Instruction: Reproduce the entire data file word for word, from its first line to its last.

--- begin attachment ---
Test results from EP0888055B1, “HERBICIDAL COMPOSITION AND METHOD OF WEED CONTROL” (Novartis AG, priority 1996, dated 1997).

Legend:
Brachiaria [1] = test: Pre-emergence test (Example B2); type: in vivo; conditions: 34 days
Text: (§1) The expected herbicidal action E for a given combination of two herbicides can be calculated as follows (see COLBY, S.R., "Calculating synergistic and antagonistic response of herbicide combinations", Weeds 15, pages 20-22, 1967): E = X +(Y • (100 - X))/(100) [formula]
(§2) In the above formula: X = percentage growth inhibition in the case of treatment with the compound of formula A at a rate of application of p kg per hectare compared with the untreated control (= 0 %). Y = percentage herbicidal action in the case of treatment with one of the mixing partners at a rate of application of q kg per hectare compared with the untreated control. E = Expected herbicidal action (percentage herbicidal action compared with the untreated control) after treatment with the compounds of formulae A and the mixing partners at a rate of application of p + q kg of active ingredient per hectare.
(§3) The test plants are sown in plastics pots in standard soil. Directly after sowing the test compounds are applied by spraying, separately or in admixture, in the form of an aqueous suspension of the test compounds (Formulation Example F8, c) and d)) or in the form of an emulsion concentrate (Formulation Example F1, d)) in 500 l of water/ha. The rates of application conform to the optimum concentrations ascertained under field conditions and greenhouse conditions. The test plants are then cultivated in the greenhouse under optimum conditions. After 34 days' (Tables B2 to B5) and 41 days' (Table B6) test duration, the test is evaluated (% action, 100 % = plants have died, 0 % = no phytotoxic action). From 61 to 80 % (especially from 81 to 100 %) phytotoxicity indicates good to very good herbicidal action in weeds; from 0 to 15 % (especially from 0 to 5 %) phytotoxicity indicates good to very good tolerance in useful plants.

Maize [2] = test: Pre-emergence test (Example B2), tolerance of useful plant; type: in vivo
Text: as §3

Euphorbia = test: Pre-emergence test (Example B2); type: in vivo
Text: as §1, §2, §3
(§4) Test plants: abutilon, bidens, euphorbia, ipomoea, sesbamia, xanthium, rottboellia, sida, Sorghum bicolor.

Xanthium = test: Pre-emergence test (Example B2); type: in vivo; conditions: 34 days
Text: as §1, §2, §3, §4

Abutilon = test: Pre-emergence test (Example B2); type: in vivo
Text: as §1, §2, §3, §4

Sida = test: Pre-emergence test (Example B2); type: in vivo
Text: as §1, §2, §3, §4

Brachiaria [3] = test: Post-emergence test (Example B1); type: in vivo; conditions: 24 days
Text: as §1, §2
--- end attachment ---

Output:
Test results from EP0888055B1, “HERBICIDAL COMPOSITION AND METHOD OF WEED CONTROL” (Novartis AG, priority 1996, dated 1997).

Legend:
Brachiaria [1] = test: Pre-emergence test (Example B2); type: in vivo; conditions: 34 days
Text: (§1) The expected herbicidal action E for a given combination of two herbicides can be calculated as follows (see COLBY, S.R., "Calculating synergistic and antagonistic response of herbicide combinations", Weeds 15, pages 20-22, 1967): E = X +(Y • (100 - X))/(100) [formula]
(§2) In the above formula: X = percentage growth inhibition in the case of treatment with the compound of formula A at a rate of application of p kg per hectare compared with the untreated control (= 0 %). Y = percentage herbicidal action in the case of treatment with one of the mixing partners at a rate of application of q kg per hectare compared with the untreated control. E = Expected herbicidal action (percentage herbicidal action compared with the untreated control) after treatment with the compounds of formulae A and the mixing partners at a rate of application of p + q kg of active ingredient per hectare.
(§3) The test plants are sown in plastics pots in standard soil. Directly after sowing the test compounds are applied by spraying, separately or in admixture, in the form of an aqueous suspension of the test compounds (Formulation Example F8, c) and d)) or in the form of an emulsion concentrate (Formulation Example F1, d)) in 500 l of water/ha. The rates of application conform to the optimum concentrations ascertained under field conditions and greenhouse conditions. The test plants are then cultivated in the greenhouse under optimum conditions. After 34 days' (Tables B2 to B5) and 41 days' (Table B6) test duration, the test is evaluated (% action, 100 % = plants have died, 0 % = no phytotoxic action). From 61 to 80 % (especially from 81 to 100 %) phytotoxicity indicates good to very good herbicidal action in weeds; from 0 to 15 % (especially from 0 to 5 %) phytotoxicity indicates good to very good tolerance in useful plants.

Maize [2] = test: Pre-emergence test (Example B2), tolerance of useful plant; type: in vivo
Text: as §3

Euphorbia = test: Pre-emergence test (Example B2); type: in vivo
Text: as §1, §2, §3
(§4) Test plants: abutilon, bidens, euphorbia, ipomoea, sesbamia, xanthium, rottboellia, sida, Sorghum bicolor.

Xanthium = test: Pre-emergence test (Example B2); type: in vivo; conditions: 34 days
Text: as §1, §2, §3, §4

Abutilon = test: Pre-emergence test (Example B2); type: in vivo
Text: as §1, §2, §3, §4

Sida = test: Pre-emergence test (Example B2); type: in vivo
Text: as §1, §2, §3, §4

Brachiaria [3] = test: Post-emergence test (Example B1); type: in vivo; conditions: 24 days
Text: as §1, §2